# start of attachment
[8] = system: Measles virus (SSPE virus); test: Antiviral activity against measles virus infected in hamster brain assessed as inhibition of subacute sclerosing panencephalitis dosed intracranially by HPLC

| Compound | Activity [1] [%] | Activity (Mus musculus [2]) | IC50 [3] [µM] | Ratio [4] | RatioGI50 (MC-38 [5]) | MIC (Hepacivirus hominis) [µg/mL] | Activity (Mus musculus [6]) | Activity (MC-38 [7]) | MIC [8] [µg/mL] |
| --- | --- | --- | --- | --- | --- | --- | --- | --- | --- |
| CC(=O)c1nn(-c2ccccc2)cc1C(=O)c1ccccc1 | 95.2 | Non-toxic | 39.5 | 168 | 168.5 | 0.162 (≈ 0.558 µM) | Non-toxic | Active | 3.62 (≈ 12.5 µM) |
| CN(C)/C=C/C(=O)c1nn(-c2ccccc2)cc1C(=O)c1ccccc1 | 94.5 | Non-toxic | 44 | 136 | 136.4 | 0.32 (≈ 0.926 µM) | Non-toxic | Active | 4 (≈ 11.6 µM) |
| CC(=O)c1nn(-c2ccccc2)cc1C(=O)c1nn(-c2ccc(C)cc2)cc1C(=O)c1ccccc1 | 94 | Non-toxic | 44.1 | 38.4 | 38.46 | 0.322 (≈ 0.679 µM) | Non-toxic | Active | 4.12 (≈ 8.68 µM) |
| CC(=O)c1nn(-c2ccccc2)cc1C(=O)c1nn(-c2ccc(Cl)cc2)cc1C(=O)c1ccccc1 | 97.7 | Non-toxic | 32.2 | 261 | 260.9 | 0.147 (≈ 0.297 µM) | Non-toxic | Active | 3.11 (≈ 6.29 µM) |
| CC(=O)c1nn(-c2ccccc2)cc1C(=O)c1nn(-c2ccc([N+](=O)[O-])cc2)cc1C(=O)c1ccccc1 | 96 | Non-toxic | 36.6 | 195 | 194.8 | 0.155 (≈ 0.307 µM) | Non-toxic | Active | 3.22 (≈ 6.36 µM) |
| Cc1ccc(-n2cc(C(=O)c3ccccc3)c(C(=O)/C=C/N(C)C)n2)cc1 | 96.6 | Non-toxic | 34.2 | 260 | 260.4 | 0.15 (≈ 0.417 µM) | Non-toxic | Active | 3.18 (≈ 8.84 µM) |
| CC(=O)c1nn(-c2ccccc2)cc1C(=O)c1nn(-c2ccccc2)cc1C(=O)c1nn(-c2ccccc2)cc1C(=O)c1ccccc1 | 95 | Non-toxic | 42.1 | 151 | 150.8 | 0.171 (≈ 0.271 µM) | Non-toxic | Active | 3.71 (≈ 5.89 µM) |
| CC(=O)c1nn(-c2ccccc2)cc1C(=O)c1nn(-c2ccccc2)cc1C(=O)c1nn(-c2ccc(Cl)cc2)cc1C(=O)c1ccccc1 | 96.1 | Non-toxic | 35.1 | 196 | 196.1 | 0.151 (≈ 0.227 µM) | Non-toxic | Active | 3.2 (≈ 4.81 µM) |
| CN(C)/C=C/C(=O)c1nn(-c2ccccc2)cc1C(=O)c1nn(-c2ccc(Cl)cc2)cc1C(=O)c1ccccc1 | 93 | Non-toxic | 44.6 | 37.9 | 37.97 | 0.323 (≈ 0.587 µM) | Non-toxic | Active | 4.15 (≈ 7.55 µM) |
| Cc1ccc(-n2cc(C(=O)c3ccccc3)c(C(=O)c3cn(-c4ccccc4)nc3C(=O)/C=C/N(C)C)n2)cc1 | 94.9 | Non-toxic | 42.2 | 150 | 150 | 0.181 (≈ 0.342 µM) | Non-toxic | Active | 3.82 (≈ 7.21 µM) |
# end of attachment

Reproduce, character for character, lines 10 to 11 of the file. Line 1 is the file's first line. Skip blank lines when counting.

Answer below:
| CC(=O)c1nn(-c2ccccc2)cc1C(=O)c1nn(-c2ccccc2)cc1C(=O)c1nn(-c2ccccc2)cc1C(=O)c1ccccc1 | 95 | Non-toxic | 42.1 | 151 | 150.8 | 0.171 (≈ 0.271 µM) | Non-toxic | Active | 3.71 (≈ 5.89 µM) |
| CC(=O)c1nn(-c2ccccc2)cc1C(=O)c1nn(-c2ccccc2)cc1C(=O)c1nn(-c2ccc(Cl)cc2)cc1C(=O)c1ccccc1 | 96.1 | Non-toxic | 35.1 | 196 | 196.1 | 0.151 (≈ 0.227 µM) | Non-toxic | Active | 3.2 (≈ 4.81 µM) |